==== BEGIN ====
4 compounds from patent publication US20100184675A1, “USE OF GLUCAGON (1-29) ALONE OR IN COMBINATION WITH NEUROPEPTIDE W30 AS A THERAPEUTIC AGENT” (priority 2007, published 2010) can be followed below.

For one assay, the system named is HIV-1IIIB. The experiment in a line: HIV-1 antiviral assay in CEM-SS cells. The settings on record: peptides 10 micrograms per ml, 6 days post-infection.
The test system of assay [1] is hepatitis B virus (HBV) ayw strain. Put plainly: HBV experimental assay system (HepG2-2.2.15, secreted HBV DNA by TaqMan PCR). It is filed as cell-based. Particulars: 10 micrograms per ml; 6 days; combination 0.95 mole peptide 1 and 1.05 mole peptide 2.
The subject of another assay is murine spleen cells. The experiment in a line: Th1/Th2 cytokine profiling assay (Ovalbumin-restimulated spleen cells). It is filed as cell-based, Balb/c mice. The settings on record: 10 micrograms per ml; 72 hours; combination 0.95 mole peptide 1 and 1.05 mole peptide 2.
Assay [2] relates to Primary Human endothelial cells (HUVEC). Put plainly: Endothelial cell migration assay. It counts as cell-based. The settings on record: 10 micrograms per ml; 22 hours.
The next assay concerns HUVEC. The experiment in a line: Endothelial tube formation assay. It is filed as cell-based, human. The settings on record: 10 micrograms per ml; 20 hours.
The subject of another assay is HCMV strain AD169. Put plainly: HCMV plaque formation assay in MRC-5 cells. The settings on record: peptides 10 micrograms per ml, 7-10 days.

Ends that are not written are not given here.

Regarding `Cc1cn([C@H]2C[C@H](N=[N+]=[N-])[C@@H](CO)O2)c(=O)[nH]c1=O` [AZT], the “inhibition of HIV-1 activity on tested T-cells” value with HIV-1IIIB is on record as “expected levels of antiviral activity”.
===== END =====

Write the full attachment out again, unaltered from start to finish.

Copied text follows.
4 compounds from patent publication US20100184675A1, “USE OF GLUCAGON (1-29) ALONE OR IN COMBINATION WITH NEUROPEPTIDE W30 AS A THERAPEUTIC AGENT” (priority 2007, published 2010) can be followed below.

For one assay, the system named is HIV-1IIIB. The experiment in a line: HIV-1 antiviral assay in CEM-SS cells. The settings on record: peptides 10 micrograms per ml, 6 days post-infection.
The test system of assay [1] is hepatitis B virus (HBV) ayw strain. Put plainly: HBV experimental assay system (HepG2-2.2.15, secreted HBV DNA by TaqMan PCR). It is filed as cell-based. Particulars: 10 micrograms per ml; 6 days; combination 0.95 mole peptide 1 and 1.05 mole peptide 2.
The subject of another assay is murine spleen cells. The experiment in a line: Th1/Th2 cytokine profiling assay (Ovalbumin-restimulated spleen cells). It is filed as cell-based, Balb/c mice. The settings on record: 10 micrograms per ml; 72 hours; combination 0.95 mole peptide 1 and 1.05 mole peptide 2.
Assay [2] relates to Primary Human endothelial cells (HUVEC). Put plainly: Endothelial cell migration assay. It counts as cell-based. The settings on record: 10 micrograms per ml; 22 hours.
The next assay concerns HUVEC. The experiment in a line: Endothelial tube formation assay. It is filed as cell-based, human. The settings on record: 10 micrograms per ml; 20 hours.
The subject of another assay is HCMV strain AD169. Put plainly: HCMV plaque formation assay in MRC-5 cells. The settings on record: peptides 10 micrograms per ml, 7-10 days.

Ends that are not written are not given here.

Regarding `Cc1cn([C@H]2C[C@H](N=[N+]=[N-])[C@@H](CO)O2)c(=O)[nH]c1=O` [AZT], the “inhibition of HIV-1 activity on tested T-cells” value with HIV-1IIIB is on record as “expected levels of antiviral activity”.